MOUNTAIN VIEW, California: Google, the online search giant, has announced the acquisition of AdMob, the mobile advertising network, for $750 million (€501m; £450m) in stock, and is currently pursuing a number of other initiatives as it seeks to heighten its presence in this growing area of the ad market.

Figures from Morgan Stanley, the investment management firm, have shown that users of devices like Apple's iPhone and those powered by Google's Android operating system access the mobile web considerably more often than owners of other handsets.

Previous research from AdMob itself has also found that consumers using these sorts of phones typically spend around 90 minutes a day utilising the various applications now available via such platforms, making them an attractive audience for brands.

AdMob, which focuses on mobile display advertising, was established in 2006, and boasts clients including Coca-Cola, the soft drinks manufacturer, Procter & Gamble, the consumer goods specialist, and Ford, the automaker.

Susan Wojcicki, vp of product management at Google, said "mobile advertising has enormous potential as a marketing medium, and while this industry is still in the early stages of development, AdMob has already made exceptional progress in a very short time."

Google further argued that the takeover would offer "more effective monetisation" for publishers of mobile websites and applications, while giving marketers more relevant ads, greater reach, and a wider range of formats to choose from.

Noah Elkin, an analyst at eMarketer, wrote in a company blog that the Mountain View-based organisation's move "sends a strong signal about the importance of mobile advertising in general and its growing centrality to the marketing mix."

The research firm has previously predicted that the value of mobile advertising in the US will grow five times over between 2009 and 2013, with mobile search enjoying an even more substantial uptick.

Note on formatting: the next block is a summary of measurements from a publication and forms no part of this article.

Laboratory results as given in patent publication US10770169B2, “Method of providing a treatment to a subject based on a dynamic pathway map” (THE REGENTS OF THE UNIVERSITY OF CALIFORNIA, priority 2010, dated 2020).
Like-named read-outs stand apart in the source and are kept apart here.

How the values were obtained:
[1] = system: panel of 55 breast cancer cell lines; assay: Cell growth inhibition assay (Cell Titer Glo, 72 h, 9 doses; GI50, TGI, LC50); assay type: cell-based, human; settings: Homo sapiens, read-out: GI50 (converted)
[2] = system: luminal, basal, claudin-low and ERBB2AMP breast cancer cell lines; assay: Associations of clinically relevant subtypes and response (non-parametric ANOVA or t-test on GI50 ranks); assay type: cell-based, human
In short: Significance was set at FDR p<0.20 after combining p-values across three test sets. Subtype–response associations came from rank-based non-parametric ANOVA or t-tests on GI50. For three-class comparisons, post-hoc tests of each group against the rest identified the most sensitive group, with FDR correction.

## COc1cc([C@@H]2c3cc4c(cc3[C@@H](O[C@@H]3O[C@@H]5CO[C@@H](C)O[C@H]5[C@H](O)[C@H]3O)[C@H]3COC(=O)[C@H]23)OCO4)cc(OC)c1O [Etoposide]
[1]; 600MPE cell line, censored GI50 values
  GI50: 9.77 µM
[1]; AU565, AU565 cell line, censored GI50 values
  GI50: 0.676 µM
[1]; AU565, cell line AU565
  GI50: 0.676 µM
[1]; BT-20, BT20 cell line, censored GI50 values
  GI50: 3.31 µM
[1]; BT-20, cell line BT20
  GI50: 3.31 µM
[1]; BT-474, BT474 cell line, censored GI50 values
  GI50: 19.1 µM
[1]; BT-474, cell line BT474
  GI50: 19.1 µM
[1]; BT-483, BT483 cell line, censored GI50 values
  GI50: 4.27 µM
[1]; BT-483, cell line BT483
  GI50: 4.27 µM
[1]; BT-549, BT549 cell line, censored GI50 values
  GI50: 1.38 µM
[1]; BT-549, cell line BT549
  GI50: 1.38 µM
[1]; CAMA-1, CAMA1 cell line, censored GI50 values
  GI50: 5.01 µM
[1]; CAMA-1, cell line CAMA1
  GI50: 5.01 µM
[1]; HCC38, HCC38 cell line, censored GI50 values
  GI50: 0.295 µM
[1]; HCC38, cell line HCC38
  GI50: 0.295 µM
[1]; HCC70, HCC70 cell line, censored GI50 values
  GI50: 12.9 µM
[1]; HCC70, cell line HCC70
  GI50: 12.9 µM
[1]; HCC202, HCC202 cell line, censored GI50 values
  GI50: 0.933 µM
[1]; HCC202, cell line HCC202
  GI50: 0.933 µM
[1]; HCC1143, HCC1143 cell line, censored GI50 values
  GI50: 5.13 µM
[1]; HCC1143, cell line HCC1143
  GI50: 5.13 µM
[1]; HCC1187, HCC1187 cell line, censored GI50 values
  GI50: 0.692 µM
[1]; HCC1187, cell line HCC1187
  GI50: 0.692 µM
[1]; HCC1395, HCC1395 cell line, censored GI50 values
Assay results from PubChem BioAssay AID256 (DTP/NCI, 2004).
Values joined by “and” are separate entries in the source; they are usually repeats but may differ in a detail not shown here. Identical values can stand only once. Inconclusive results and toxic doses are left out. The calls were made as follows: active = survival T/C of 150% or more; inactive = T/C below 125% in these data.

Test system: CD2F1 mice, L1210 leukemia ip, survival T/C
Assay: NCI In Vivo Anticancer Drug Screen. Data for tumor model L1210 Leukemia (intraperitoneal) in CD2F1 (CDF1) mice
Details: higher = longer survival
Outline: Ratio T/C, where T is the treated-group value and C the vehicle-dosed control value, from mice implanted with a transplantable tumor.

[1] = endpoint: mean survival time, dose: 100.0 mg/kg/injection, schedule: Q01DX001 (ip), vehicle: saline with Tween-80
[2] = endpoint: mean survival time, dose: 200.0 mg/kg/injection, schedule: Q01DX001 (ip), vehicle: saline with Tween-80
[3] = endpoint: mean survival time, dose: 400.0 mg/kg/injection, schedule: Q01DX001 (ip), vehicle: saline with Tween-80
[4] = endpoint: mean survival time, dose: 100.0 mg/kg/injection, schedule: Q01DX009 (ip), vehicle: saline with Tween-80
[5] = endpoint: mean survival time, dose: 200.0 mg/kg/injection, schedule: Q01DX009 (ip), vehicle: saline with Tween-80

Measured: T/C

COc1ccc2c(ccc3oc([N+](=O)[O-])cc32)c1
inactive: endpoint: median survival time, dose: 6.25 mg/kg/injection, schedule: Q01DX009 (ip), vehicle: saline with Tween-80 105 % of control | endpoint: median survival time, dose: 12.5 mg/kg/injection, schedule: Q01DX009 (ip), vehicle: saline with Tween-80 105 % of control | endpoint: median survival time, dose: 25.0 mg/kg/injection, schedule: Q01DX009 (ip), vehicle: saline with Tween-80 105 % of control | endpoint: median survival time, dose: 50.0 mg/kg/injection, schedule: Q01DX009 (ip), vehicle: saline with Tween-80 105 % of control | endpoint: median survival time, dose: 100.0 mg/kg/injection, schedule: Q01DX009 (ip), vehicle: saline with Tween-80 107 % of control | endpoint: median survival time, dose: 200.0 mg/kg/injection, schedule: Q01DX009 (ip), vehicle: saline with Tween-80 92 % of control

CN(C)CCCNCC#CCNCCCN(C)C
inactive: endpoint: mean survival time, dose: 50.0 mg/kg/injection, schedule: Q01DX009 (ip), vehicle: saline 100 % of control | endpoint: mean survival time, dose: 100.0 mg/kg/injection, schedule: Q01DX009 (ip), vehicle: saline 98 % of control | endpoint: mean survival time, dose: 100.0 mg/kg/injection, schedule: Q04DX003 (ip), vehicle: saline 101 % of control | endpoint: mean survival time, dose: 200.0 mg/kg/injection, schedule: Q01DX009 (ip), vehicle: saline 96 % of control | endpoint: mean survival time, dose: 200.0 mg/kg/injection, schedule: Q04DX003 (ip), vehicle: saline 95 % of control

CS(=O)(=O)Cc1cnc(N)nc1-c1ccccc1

More specifically, it said search and display took a 45% share of mobile adspend in America last year, a total that will rise to 72% by 2013, boosted, in particular, by the growing number of smartphones in circulation by this date.

Google launched its Android mobile software in 2008, making it "open source" so that manufacturers could update it to suit their needs, but it has since worked closely with telecoms providers like T-Mobile USA and Verizon Wireless as it seeks to tackle the dominance of the iPhone.

Verizon Wireless, the US wireless giant, is also now spending an estimated $100m on promoting its latest offering, the Droid, which was produced by Motorola and runs on Google Android.

One ad for the new handset says it "swaps semi-functional giggling-brat-vanity for a bare knuckle bucket of does", and the campaign also champions the Droid's "wave-shredding web speed."

However, Bill Ho, an analyst at Current Analysis, said the phone "skews heavily male, and I don't gauge it as an iPhone killer. It's a good iPhone defender; Verizon needs it to stop the bleeding, but I don't see it pulling people from other carriers."

In March, Google unveiled Google Voice, which provides consumers with one number for all the phones they own, as well as services ranging from free calls and texts within the US to transcribing voicemail messages so they can be read on the web.

Late last year, however, the company lost out in a face-off with Microsoft to become the default online search option for Verizon's range of cellphones.

Data sourced from Wall Street Journal, Google, AdAge; additional content by Warc staff